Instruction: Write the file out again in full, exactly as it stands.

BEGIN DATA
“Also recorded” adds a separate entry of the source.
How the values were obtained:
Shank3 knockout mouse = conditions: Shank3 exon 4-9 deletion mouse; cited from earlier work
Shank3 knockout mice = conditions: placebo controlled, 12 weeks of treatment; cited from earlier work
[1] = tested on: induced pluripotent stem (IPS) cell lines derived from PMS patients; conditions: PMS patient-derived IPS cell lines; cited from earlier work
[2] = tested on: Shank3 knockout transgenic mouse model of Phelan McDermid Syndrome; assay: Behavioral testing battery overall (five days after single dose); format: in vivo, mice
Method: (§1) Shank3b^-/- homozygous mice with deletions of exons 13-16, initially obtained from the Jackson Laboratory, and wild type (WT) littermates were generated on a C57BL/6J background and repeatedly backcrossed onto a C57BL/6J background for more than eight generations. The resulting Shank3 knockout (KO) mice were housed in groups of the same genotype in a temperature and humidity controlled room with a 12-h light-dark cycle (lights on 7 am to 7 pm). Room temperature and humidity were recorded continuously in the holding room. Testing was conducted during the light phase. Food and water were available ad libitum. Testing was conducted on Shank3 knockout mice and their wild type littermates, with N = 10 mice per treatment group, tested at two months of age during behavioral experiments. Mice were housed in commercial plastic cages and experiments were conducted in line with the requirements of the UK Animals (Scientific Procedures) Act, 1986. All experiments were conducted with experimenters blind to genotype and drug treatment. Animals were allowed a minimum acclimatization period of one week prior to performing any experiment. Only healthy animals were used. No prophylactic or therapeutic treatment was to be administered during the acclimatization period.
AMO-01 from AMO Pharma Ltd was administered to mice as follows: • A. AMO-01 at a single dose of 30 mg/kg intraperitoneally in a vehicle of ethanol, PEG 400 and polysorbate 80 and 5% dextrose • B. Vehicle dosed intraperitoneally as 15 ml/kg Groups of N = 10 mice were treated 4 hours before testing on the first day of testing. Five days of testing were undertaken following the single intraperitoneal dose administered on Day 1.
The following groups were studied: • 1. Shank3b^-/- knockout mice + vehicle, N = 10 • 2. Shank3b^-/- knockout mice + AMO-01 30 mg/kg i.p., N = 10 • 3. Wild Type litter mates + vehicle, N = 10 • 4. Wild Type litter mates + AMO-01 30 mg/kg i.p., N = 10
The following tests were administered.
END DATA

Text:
“Also recorded” adds a separate entry of the source.
How the values were obtained:
Shank3 knockout mouse = conditions: Shank3 exon 4-9 deletion mouse; cited from earlier work
Shank3 knockout mice = conditions: placebo controlled, 12 weeks of treatment; cited from earlier work
[1] = tested on: induced pluripotent stem (IPS) cell lines derived from PMS patients; conditions: PMS patient-derived IPS cell lines; cited from earlier work
[2] = tested on: Shank3 knockout transgenic mouse model of Phelan McDermid Syndrome; assay: Behavioral testing battery overall (five days after single dose); format: in vivo, mice
Method: (§1) Shank3b^-/- homozygous mice with deletions of exons 13-16, initially obtained from the Jackson Laboratory, and wild type (WT) littermates were generated on a C57BL/6J background and repeatedly backcrossed onto a C57BL/6J background for more than eight generations. The resulting Shank3 knockout (KO) mice were housed in groups of the same genotype in a temperature and humidity controlled room with a 12-h light-dark cycle (lights on 7 am to 7 pm). Room temperature and humidity were recorded continuously in the holding room. Testing was conducted during the light phase. Food and water were available ad libitum. Testing was conducted on Shank3 knockout mice and their wild type littermates, with N = 10 mice per treatment group, tested at two months of age during behavioral experiments. Mice were housed in commercial plastic cages and experiments were conducted in line with the requirements of the UK Animals (Scientific Procedures) Act, 1986. All experiments were conducted with experimenters blind to genotype and drug treatment. Animals were allowed a minimum acclimatization period of one week prior to performing any experiment. Only healthy animals were used. No prophylactic or therapeutic treatment was to be administered during the acclimatization period.
AMO-01 from AMO Pharma Ltd was administered to mice as follows: • A. AMO-01 at a single dose of 30 mg/kg intraperitoneally in a vehicle of ethanol, PEG 400 and polysorbate 80 and 5% dextrose • B. Vehicle dosed intraperitoneally as 15 ml/kg Groups of N = 10 mice were treated 4 hours before testing on the first day of testing. Five days of testing were undertaken following the single intraperitoneal dose administered on Day 1.
The following groups were studied: • 1. Shank3b^-/- knockout mice + vehicle, N = 10 • 2. Shank3b^-/- knockout mice + AMO-01 30 mg/kg i.p., N = 10 • 3. Wild Type litter mates + vehicle, N = 10 • 4. Wild Type litter mates + AMO-01 30 mg/kg i.p., N = 10
The following tests were administered.